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The Cave Painters: Probing the Mysteries of the World's First Artists

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The Cave Painters: Probing the Mysteries of the World's First Artists Cover

 

Synopses & Reviews

Publisher Comments:

In his new book, Gregory Curtis introduces us to the spectacular cave paintings of France and Spainto the men and women who rediscovered them, to the varied theories about their origins, to their remarkable beauty and their continuing fascination.

He takes us with him on his own journey of discovery, making us see the astonishing sophistication and power of the paintings, telling us what is known about their creators, the Cro-Magnon people who settled the area some 40,000 years ago.

Beginning in 1879 with Marcelino Sanz de Sautuola, who found the astonishing paintings on the ceiling of a cave at Altamira, Curtis takes us among the scholars of prehistory, the archaeologists, the art historians who devoted their lives to studying and writing about the paintings. Among them: the famous Abbé Henri Breuil, who lay on his back in damp caves lit only by a lantern held patiently aloft by his faithfuland silentfemale assistant, to produce the exquisite tracings that are the most reproduced renderings of the art; Max Raphael, the art historian who first understood that the animals on the walls were not single portraits but part of larger compositions; the beautiful Annette Lamming-Emperaire, resistance fighter turned archaeologist, whose doctoral thesis was so important that all theory since has flowed from her work; Jean Clottes and others still working as new caves and information come to light.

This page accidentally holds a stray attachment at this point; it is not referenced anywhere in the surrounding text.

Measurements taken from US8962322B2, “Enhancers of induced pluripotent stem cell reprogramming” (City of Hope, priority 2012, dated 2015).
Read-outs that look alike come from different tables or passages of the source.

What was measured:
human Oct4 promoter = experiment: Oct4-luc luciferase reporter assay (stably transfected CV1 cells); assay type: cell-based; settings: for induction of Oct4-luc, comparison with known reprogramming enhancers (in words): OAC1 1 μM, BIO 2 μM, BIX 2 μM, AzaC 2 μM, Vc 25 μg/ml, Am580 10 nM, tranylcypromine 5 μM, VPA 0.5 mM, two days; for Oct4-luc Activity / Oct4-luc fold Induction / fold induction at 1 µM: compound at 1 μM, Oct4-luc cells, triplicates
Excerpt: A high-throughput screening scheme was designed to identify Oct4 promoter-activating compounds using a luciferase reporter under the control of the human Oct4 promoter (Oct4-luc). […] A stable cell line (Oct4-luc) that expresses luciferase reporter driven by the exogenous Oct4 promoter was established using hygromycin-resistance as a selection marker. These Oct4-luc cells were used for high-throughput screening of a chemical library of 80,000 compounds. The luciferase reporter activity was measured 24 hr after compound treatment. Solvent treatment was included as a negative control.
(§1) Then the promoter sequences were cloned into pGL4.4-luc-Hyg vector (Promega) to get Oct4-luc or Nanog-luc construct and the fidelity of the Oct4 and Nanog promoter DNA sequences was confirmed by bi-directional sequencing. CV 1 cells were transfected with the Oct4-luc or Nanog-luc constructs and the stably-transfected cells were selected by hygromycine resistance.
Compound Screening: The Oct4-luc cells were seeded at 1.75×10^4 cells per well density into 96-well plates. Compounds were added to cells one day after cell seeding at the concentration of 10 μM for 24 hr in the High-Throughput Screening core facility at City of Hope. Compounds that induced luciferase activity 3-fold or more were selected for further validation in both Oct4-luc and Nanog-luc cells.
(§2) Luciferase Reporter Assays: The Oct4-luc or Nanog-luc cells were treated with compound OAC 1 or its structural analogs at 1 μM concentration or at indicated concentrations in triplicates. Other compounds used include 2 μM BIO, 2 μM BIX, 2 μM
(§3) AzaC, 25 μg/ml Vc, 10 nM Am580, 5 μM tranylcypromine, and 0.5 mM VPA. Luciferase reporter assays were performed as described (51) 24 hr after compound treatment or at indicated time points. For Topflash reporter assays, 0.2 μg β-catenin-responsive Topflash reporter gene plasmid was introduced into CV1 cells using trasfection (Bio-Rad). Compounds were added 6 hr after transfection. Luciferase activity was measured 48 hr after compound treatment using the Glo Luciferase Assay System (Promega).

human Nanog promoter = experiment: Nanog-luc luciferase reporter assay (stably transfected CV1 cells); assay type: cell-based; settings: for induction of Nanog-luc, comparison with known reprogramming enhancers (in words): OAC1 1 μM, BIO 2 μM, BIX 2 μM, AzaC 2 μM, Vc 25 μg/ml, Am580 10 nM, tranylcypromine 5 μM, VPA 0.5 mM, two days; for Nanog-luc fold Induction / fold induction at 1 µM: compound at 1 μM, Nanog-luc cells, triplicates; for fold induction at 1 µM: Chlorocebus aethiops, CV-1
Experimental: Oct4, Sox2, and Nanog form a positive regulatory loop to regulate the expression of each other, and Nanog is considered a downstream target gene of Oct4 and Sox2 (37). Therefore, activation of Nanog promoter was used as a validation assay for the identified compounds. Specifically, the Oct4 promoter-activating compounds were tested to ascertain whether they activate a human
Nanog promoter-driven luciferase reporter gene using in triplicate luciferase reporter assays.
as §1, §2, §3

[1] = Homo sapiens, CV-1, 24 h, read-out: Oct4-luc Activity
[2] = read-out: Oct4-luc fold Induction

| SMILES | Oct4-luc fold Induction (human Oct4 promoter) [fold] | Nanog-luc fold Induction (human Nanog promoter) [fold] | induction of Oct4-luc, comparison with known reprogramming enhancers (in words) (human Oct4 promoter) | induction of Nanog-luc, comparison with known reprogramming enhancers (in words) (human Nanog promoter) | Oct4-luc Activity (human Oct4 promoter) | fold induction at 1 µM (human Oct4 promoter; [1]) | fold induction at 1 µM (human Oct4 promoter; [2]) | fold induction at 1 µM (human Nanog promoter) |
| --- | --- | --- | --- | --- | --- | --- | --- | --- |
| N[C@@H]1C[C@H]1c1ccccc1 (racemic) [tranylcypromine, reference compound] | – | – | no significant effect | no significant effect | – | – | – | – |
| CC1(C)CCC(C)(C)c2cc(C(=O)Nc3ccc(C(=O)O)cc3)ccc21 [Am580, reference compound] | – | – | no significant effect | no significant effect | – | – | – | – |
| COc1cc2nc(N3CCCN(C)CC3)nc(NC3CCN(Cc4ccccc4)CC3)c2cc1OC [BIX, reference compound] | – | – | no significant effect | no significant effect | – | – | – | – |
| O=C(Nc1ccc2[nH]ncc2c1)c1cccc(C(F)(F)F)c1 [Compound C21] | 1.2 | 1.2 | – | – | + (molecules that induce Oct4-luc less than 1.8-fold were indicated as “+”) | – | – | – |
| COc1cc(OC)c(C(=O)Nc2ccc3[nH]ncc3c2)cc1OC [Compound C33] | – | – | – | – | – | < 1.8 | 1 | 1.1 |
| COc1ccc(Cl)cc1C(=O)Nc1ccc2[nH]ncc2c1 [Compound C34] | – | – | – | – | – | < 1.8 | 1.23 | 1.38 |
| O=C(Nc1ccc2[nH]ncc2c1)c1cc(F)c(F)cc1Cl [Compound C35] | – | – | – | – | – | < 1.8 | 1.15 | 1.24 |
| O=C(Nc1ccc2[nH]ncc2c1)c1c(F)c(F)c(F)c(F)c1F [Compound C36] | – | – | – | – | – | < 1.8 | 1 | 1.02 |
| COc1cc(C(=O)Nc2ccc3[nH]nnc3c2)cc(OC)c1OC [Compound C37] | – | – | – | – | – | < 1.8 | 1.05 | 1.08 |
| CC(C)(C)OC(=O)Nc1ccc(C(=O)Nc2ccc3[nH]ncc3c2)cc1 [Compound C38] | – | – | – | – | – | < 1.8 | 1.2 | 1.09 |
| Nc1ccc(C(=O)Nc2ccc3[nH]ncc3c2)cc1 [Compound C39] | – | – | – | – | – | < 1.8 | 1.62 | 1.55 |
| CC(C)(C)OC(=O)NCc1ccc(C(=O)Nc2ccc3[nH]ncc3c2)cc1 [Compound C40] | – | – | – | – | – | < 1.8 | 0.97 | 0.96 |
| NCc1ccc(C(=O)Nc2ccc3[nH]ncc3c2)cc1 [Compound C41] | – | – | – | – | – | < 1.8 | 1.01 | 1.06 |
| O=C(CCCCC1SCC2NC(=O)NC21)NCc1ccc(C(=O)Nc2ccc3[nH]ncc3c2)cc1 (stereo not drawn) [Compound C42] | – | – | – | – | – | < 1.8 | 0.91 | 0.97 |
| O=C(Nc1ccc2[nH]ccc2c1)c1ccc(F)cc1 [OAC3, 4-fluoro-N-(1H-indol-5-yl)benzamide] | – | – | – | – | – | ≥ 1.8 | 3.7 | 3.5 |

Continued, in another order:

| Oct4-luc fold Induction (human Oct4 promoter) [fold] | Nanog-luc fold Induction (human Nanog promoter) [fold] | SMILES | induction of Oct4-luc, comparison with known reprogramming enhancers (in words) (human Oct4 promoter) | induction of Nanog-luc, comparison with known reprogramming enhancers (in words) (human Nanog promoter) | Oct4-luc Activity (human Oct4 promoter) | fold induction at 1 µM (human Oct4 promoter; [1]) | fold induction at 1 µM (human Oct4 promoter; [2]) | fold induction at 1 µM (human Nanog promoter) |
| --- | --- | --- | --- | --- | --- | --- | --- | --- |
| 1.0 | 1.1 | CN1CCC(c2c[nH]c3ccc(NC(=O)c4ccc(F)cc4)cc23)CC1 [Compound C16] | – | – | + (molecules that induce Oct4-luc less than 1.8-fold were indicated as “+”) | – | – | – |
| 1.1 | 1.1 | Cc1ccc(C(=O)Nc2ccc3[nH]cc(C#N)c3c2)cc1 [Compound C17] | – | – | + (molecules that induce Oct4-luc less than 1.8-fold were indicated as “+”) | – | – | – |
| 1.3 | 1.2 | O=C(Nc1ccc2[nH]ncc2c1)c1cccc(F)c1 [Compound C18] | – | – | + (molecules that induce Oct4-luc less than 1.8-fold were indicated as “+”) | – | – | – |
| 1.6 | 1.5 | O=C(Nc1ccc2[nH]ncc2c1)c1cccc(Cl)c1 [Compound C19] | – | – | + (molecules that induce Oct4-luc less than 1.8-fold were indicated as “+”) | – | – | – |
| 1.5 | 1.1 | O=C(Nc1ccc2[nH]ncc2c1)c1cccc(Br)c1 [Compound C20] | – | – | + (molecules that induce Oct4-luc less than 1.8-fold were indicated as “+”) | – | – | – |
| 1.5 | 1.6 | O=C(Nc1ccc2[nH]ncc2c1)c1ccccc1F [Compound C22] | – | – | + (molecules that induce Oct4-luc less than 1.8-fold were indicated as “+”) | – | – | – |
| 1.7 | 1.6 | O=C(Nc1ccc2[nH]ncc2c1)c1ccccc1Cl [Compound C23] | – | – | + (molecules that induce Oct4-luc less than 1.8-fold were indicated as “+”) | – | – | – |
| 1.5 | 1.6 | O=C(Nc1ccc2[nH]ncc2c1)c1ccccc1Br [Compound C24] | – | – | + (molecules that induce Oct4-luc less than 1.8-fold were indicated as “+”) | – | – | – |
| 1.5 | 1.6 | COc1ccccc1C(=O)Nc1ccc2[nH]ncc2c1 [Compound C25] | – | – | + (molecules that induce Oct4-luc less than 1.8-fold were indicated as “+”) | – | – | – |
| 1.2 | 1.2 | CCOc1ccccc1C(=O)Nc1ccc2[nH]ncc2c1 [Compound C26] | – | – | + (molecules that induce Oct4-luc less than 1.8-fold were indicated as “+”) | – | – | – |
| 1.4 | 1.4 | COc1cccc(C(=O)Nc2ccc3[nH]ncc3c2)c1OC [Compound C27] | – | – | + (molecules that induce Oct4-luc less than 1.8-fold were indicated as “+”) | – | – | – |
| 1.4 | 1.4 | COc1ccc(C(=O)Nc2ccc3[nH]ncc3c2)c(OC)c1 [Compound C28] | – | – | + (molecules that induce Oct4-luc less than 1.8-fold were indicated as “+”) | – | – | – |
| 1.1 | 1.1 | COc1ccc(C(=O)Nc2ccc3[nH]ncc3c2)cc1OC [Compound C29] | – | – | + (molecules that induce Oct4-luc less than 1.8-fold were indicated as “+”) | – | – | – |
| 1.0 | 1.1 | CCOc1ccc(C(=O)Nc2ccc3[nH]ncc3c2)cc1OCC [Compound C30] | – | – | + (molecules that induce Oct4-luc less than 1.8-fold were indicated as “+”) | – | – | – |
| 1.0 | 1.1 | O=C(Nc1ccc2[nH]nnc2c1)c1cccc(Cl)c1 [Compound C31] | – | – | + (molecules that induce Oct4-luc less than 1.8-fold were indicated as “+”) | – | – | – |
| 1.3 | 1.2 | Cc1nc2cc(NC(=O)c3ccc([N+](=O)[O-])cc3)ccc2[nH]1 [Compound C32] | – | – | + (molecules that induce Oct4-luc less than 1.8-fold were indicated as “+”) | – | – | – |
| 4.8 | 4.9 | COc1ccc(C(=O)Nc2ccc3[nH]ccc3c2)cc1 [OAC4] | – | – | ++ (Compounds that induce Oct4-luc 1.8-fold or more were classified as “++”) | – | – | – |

In his own search for the caves meaning, Curtis takes us through the major theoriesthat the art was part of fertility or hunting rituals, or used for religious or shamanistic purposes, or was clan mythologyexamining the ways in which ethnography, archaeology, and religion have influenced the thinking about the cave paintings over time.

The Cave Painters is rich in detail, personalities, and historyand permeated with the mystery at the core of this art created so many thousands of years ago by human beings who had developed, perhaps for the first time, both the ability for abstract thought and a profound and beautiful way to express it.

Review:

"For centuries, people have been going into caves in France and Spain, looking at the 30,000-year-old pictures painted there and asking, 'What can they be?' In this lively survey, Curtis, former Texas Monthly editor, makes it clear that while we'll never have a definitive answer, the quest will always be fascinating. He begins by laying out who the painters probably were and what their world was like during the waning days of Neanderthals. Then he dives into the caves and the bitter controversies on the art within, from the war of ideas between Marcelo Sautuola and Emile Cartailhac in the late 19th century to Jean Clottes's and David Lewis-Williams's current, strongly disputed theory that the paintings are related to shamanic quests. Curtis's own speculation is sometimes more arguable than believable, but usually intriguing. He bolsters a slim number of illustrations with concise descriptions that convey his own delight, befuddlement, frustration and awe. At the cave Les Tres-Frres, he is overwhelmed by the images and by being 'as close as I would ever be — physically close — to The Truth.' For readers who may never visit the caves, Curtis's sensitive narration gives a chance to share that encounter with mystery. 20 b&w illus. and 8-page color insert." Publishers Weekly (Copyright Reed Business Information, Inc.)

Review: